Facebook cited in approximately one third of unreasonable behaviour divorce petitions

Facebook cited in approximately one third of unreasonable behaviour divorce petitions

Denise Findlay, Senior Associate in Birketts’ Family Law Team, discusses the rise of the facebook divorce, social media and its impact on family life.

A recent study published in a psychology journal found that people who used Facebook more than once an hour are more likely to “experience Facebook-related conflict with their romantic partners”.

Other studies have also shown that Facebook is cited in approximately one third of divorce petitions where the divorce is based upon unreasonable behaviour.

Sadly Facebook and similar social media sites are not only shown as contributory factors towards separation but are also being used as a means by which disgruntled ex-partners post inappropriate comments about their spouse.

The case of Stocker v Stocker concerns complexities of libel and defamation law however, it is perhaps also a warning to separating couples as to the risks associated with inappropriate comments on social media.

Mr and Mrs Stocker had been married for 13 years but divorced acrimoniously in 2012. The libel proceedings arose from comments made by Mrs Stocker on the Facebook wall of Mr Stocker’s new partner.

In her comments Mrs Stocker said that Mr Stocker had “tried to strangle” her, that he had been arrested as a result of his violence and that he had been arrested on other occasions too. The suggestion being that Mr Stocker was dangerous and that he was a man who had tried to kill.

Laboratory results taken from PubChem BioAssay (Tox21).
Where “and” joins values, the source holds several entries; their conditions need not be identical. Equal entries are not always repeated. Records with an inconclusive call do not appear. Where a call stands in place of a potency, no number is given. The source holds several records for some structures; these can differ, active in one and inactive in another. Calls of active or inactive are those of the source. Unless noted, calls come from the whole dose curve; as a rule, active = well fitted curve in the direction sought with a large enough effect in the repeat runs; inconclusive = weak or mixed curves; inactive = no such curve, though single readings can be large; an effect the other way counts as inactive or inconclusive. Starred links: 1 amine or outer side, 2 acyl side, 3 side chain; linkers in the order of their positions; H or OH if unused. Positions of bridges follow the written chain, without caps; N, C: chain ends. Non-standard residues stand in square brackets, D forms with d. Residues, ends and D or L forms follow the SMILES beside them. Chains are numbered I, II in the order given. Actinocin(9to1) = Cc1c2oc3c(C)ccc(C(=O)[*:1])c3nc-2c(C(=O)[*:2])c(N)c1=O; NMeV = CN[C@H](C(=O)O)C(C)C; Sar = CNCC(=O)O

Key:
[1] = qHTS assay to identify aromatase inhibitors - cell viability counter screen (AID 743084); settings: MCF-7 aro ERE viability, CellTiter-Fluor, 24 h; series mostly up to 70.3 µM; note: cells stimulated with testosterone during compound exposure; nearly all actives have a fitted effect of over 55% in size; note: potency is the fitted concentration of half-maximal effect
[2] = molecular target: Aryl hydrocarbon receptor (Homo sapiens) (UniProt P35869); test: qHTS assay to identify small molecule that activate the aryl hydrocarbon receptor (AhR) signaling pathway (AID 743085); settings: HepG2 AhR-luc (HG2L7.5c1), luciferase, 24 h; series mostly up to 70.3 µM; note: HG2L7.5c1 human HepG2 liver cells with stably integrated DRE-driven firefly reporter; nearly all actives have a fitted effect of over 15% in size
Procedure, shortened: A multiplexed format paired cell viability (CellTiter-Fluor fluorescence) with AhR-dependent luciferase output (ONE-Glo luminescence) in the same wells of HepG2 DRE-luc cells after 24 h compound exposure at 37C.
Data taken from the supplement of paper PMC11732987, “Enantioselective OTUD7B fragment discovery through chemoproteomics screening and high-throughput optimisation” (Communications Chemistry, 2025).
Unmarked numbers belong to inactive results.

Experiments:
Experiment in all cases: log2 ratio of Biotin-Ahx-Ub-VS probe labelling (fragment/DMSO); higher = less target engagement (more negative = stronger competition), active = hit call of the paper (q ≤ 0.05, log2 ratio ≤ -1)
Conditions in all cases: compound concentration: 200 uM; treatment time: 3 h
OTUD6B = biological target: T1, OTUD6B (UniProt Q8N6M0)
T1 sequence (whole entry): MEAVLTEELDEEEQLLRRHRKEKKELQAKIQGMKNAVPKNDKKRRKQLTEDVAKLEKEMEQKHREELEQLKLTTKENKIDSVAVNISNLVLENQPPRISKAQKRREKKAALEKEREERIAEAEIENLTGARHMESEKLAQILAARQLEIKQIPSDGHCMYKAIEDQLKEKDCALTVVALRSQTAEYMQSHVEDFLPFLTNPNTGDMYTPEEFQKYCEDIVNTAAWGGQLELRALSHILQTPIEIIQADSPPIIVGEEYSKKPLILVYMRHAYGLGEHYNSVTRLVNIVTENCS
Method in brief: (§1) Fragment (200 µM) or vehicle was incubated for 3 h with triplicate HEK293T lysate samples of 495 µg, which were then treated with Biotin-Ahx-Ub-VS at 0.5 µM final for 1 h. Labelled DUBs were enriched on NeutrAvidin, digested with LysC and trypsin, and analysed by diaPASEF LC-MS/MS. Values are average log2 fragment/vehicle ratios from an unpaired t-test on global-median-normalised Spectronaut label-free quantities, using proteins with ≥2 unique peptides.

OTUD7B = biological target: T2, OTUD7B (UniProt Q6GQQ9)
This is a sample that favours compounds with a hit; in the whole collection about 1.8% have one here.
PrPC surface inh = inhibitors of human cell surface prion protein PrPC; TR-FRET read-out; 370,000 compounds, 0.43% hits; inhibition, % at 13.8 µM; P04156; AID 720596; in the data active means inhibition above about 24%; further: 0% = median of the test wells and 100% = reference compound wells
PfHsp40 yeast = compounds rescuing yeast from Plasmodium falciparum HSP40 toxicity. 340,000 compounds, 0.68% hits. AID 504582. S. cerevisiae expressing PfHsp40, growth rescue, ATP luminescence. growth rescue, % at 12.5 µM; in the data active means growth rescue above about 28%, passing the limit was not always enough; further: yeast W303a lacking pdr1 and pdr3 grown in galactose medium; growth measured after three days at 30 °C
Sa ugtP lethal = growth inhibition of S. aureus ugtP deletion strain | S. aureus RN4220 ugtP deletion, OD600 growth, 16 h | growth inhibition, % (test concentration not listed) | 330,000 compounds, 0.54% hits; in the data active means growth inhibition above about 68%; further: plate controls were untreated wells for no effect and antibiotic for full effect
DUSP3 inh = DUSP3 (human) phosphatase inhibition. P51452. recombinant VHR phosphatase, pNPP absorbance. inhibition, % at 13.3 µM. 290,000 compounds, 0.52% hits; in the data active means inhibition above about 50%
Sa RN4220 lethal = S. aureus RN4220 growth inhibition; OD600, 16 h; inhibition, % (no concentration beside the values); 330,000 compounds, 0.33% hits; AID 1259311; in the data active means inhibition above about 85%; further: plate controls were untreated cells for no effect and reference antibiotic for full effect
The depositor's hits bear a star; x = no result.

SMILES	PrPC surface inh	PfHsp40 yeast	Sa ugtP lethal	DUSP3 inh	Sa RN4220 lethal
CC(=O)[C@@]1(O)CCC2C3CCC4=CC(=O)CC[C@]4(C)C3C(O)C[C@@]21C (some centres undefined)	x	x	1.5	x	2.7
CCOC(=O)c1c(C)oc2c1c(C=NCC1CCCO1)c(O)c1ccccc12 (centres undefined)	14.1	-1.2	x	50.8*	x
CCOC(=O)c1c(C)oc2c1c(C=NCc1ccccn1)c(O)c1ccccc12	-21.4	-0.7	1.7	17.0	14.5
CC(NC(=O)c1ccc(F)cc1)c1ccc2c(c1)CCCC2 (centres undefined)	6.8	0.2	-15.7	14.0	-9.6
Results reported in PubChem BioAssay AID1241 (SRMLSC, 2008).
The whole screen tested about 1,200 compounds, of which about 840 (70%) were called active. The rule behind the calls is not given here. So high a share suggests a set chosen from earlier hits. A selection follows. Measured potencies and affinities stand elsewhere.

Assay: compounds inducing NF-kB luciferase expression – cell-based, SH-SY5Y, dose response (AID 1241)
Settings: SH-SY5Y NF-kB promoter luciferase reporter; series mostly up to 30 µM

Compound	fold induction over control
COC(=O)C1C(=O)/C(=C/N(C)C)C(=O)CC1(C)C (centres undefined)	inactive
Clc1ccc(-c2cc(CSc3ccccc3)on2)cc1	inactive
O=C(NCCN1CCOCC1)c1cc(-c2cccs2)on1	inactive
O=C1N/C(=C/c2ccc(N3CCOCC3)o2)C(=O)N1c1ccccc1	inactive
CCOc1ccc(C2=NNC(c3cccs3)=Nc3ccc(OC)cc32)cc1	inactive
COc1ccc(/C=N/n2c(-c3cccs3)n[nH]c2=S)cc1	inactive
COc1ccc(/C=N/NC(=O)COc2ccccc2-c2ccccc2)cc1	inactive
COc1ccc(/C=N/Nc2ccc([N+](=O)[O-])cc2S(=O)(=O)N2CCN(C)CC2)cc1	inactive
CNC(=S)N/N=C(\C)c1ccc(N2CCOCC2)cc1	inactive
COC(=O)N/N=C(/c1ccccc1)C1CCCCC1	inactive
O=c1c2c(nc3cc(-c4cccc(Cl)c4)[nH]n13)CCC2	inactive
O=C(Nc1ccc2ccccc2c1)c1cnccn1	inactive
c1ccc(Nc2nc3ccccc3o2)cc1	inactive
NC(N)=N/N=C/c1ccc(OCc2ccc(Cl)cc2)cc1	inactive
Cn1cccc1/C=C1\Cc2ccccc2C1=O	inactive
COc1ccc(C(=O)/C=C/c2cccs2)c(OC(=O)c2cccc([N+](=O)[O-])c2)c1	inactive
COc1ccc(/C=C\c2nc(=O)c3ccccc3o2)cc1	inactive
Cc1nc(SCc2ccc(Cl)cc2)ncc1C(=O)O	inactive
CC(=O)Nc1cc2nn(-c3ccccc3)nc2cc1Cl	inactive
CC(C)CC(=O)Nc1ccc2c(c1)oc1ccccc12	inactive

The judge in the first hearing found the words complained of were defamatory. Mrs Stocker appealed but the Court of Appeal upheld the decision made at the first hearing and Mrs Stocker’s appeal was dismissed. Mrs Stocker was granted permission to appeal to the Supreme Court. The case was heard on 24 January and judgment is awaited.

Following the significant increase in the use of social media it is not uncommon for evidence found on social networking sites to be used within divorce proceedings. Examples include parties to a divorce being ‘tagged’ in photos which may suggest infidelity or photos which prove the whereabouts of the person photographed that conflict with where they claim to have been at that time. Other common posts used in evidence are ones that refer to expensive purchases or holidays when the person posting claims to have modest resources.

The case of Stocker v Stocker has been on-going for almost three years and is only now reaching its conclusion. Whilst the case concerns important legal issues relating to libel law it also offers a warning to couples separating acrimoniously who may be tempted to post comments on Facebook or other social media platforms regarding their ex-partner.

For more information on the services provided by Birketts’ Family Law team visit – https://www.birketts.co.uk/family

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